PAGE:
1. Fahey, Bonnie K. BSN, RN

Article Content

I found "A Theory-Based Nursing Intervention to Instill Hope in Homeless Veterans" [1] to be inspiring. As a psychiatric clinician at a large VA hospital in the Midwest, I found the topic timely and relevant. Often the hospitalization of the homeless veteran is little more than a reprieve from the stressful life on the street. The authors demonstrated through their research that homeless veterans can overcome hopelessness by taking an active part in treatment.


The homelessness-hopelessness theory and its implications have given me a clearer picture of the dynamics involved in the predicament of homeless veterans. The prospect of breaking the cycle of despair in this underserved population is both encouraging and exciting.


I plan to implement the nursing intervention used in the study to expand and enrich my nursing practice as well as improve the quality of patient care. The "success mapping" piece is an excellent tool for the patient to experience positive and concrete results while actively participating and directing his therapeutic goals. The researchers clearly explained Miller's powerlessness-hopelessness theory and successfully applied the theory to homeless veterans. Particularly significant is the low attrition rate from the group work. This clearly contradicts the popular belief that homeless people are apathetic and uninterested in bettering themselves. Through further research and intervention, we can work to instill hope in these people to develop the necessary skills for a productive and fulfilling life in society.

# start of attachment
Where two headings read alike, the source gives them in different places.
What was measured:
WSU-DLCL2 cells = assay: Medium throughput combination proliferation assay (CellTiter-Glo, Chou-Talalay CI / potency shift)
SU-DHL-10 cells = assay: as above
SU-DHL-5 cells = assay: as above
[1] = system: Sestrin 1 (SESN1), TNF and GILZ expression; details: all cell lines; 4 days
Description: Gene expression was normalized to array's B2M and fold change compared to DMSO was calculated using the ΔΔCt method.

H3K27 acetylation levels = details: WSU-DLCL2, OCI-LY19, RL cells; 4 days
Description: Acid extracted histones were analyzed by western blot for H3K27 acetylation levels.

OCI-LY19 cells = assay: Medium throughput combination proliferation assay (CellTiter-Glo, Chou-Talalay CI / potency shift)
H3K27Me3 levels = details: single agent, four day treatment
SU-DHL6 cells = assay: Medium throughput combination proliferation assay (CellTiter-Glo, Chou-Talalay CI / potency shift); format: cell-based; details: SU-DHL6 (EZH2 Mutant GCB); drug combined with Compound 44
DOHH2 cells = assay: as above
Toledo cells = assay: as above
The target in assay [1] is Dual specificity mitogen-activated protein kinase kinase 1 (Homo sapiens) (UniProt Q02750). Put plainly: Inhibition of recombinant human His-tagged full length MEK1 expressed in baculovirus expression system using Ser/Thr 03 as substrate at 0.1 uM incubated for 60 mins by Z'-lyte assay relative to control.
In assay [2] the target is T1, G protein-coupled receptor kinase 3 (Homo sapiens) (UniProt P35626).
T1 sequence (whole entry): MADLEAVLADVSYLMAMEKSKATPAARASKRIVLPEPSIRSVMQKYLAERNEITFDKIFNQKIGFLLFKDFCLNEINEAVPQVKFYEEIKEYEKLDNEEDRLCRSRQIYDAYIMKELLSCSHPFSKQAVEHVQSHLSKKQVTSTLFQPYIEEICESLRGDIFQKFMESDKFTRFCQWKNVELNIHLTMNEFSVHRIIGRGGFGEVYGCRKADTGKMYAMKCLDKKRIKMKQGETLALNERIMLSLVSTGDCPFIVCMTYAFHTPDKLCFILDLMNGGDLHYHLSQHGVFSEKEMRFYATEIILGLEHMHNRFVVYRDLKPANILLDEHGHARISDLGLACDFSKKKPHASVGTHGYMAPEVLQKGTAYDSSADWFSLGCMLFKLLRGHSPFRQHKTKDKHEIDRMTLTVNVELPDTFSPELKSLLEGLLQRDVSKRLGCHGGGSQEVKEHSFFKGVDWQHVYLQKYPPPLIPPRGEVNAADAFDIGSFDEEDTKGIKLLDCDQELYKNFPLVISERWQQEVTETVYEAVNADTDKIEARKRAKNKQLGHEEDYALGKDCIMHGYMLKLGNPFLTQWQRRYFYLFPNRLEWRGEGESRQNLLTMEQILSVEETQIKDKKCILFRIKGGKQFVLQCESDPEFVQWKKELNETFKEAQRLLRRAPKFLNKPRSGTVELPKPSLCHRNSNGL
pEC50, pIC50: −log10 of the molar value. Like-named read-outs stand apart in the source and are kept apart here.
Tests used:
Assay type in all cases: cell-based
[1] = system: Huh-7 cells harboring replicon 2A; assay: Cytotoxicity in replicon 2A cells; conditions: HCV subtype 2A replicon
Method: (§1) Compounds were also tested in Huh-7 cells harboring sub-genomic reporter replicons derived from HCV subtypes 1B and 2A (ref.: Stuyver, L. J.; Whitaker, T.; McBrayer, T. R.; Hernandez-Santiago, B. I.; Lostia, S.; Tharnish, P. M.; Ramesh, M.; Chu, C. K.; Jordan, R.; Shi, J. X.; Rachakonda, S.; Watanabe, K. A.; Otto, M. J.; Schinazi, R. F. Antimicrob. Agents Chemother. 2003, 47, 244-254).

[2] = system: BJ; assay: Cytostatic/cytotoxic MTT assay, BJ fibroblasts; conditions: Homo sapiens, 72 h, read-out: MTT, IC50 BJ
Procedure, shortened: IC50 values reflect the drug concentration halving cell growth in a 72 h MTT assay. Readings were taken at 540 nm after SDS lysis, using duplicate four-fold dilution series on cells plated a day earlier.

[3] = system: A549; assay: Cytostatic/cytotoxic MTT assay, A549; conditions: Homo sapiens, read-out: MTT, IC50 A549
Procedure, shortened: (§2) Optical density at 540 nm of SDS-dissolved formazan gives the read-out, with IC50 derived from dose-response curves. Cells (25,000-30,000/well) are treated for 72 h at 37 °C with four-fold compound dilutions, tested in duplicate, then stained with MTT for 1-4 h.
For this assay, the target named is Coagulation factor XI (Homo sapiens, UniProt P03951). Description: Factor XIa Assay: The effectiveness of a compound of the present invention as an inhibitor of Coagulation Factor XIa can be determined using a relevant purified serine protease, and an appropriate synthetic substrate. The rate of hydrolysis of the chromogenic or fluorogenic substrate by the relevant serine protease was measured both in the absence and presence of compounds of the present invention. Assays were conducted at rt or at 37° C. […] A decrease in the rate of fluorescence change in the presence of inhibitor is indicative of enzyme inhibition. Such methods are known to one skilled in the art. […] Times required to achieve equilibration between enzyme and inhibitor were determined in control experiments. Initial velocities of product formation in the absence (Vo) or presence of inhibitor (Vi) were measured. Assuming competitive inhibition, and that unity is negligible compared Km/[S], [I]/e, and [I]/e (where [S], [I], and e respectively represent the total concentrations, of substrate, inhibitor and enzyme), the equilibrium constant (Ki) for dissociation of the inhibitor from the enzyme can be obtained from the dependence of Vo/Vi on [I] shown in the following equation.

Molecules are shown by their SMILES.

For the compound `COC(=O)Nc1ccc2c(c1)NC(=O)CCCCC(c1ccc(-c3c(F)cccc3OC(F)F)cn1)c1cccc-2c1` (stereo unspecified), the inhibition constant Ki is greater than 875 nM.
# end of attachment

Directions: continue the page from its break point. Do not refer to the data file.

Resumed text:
Bonnie K. Fahey, BSN, RN


Master's Degree Student; St. Xavier University; Chicago, Illinois




1. Tollett JH, Thomas SP. A theory-based nursing intervention to instill hope in homeless veterans. ANS. 1995;18(2):76-90. [Context Link]